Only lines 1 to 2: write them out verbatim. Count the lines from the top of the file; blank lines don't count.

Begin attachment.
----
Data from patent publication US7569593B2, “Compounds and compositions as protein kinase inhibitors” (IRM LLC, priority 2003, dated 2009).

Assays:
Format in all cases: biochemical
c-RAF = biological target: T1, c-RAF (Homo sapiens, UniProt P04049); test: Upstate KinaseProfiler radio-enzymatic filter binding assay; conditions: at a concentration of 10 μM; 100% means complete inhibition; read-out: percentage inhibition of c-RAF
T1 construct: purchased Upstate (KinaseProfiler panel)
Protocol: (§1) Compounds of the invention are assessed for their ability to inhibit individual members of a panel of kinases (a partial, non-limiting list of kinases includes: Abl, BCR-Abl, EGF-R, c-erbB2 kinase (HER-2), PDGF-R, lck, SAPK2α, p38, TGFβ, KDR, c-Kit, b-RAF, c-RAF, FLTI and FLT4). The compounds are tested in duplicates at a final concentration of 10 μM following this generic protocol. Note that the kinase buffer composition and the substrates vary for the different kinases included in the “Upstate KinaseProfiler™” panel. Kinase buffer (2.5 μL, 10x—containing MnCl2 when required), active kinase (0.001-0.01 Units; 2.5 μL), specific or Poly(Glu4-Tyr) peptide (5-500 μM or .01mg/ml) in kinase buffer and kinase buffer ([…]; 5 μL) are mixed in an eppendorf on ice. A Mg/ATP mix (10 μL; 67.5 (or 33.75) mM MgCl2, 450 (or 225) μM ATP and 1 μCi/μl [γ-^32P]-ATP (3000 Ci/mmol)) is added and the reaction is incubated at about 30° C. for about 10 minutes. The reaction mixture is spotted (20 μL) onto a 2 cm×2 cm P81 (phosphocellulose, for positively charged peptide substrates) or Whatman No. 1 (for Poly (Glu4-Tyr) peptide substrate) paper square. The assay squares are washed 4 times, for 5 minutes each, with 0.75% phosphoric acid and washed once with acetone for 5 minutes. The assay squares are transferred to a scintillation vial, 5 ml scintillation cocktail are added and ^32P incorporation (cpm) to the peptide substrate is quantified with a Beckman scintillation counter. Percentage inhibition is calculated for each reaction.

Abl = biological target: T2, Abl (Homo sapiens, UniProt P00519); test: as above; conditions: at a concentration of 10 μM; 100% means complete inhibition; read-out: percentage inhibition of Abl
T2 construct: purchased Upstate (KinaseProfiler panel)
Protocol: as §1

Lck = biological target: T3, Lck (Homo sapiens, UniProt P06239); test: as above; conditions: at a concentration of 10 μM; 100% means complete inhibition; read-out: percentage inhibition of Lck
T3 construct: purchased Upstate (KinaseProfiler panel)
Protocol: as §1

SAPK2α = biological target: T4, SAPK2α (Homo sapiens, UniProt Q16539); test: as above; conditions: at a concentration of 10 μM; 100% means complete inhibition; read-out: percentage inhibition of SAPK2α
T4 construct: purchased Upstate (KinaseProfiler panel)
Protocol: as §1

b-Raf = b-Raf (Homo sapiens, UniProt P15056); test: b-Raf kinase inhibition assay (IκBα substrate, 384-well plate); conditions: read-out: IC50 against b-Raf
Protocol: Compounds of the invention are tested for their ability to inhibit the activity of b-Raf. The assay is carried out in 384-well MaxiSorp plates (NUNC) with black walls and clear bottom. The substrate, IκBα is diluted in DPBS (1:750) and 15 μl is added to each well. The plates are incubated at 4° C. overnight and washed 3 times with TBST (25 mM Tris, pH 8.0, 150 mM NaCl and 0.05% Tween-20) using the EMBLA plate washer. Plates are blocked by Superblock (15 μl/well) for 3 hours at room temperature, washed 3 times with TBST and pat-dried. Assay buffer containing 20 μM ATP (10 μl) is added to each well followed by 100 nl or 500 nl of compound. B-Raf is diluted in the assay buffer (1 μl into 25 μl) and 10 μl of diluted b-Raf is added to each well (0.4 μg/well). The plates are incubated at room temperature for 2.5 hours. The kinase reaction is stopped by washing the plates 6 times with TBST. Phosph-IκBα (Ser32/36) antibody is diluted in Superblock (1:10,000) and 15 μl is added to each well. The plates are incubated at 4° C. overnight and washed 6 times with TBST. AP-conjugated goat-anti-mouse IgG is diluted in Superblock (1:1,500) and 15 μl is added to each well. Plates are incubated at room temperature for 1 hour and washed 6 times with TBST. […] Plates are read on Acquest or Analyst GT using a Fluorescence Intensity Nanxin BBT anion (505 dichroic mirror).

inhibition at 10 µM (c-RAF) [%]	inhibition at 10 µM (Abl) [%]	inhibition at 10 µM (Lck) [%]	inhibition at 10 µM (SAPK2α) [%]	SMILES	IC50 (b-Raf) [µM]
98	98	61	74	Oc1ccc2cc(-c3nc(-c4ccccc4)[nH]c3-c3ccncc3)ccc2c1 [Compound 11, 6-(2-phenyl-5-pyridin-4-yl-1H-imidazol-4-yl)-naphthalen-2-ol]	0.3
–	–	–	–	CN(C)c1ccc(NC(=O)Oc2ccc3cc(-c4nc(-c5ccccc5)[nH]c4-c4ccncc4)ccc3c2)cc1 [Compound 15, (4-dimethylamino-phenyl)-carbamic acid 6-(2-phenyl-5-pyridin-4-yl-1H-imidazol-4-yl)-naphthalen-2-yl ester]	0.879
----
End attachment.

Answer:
Data from patent publication US7569593B2, “Compounds and compositions as protein kinase inhibitors” (IRM LLC, priority 2003, dated 2009).

Assays: